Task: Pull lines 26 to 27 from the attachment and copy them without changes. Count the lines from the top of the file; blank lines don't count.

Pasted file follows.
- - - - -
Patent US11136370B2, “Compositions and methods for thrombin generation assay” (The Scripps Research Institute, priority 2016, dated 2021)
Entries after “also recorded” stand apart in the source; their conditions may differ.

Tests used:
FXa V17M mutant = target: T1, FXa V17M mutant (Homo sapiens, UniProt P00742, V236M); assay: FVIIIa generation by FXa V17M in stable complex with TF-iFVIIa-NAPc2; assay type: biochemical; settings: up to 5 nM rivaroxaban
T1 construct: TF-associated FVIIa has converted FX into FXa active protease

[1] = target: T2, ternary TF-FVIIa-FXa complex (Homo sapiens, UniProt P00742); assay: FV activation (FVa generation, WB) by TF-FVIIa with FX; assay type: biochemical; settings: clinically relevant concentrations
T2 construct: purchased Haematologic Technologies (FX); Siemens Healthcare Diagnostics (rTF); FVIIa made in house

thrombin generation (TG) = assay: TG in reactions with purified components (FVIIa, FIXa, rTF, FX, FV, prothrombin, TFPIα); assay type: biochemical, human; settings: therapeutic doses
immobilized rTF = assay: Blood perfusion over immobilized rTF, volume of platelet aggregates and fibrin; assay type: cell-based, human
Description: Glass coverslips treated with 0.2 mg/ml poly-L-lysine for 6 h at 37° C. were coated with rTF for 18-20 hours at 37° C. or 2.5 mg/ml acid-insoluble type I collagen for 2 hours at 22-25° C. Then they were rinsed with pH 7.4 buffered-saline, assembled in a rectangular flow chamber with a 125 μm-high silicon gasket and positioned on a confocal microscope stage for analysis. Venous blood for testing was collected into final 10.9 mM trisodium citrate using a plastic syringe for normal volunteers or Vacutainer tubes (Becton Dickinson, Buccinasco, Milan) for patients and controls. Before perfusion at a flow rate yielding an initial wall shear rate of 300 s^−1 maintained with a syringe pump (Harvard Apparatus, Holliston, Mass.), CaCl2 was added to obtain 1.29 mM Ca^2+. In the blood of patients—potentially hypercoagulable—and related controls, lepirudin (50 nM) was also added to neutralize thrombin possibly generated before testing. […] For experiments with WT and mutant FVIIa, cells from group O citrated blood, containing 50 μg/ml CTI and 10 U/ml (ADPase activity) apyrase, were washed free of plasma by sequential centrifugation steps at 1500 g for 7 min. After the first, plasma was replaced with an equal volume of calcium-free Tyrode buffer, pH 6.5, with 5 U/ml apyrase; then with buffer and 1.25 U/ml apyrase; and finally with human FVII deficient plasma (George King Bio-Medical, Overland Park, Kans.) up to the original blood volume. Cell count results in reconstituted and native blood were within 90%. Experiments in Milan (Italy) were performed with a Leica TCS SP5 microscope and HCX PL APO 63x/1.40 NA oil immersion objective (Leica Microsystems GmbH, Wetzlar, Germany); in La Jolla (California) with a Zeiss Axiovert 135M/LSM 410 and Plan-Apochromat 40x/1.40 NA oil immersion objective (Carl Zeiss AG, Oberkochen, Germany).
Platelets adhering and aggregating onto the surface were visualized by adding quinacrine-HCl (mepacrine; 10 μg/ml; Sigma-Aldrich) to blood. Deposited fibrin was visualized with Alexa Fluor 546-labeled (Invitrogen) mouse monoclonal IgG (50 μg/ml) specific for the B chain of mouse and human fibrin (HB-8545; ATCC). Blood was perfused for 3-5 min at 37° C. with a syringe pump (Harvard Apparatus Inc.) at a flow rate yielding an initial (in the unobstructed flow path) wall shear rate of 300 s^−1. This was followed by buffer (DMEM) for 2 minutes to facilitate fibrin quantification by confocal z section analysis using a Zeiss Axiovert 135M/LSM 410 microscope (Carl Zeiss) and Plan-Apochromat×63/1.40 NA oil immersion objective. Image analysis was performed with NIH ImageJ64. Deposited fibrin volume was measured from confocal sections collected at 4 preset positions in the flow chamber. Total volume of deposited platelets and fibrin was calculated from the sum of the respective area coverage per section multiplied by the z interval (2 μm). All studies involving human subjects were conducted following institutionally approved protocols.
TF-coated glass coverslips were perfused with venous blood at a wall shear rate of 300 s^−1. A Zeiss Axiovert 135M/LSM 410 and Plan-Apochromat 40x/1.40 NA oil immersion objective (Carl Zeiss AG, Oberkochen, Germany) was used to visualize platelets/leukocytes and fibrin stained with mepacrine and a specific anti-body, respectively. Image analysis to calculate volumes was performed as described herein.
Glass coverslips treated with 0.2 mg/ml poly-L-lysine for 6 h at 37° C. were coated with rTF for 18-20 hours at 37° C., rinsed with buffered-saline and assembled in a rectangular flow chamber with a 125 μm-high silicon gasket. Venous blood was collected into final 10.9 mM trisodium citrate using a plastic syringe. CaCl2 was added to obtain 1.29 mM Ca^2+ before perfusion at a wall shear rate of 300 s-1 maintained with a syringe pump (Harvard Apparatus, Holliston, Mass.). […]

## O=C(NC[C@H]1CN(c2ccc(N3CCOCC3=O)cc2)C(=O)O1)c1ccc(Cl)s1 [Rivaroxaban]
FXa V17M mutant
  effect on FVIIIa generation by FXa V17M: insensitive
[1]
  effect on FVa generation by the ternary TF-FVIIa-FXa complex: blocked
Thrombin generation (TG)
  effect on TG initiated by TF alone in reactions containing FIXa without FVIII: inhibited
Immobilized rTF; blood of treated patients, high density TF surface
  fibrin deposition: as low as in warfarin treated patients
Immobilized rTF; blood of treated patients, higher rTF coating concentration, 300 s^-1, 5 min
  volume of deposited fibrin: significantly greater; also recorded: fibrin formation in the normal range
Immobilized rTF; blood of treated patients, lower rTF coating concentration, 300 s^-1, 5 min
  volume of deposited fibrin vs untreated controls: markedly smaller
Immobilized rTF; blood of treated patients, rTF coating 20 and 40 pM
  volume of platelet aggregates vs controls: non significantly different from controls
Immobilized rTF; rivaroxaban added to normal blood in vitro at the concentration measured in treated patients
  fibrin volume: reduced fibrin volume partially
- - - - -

  volume of deposited fibrin vs untreated controls: markedly smaller
Immobilized rTF; blood of treated patients, rTF coating 20 and 40 pM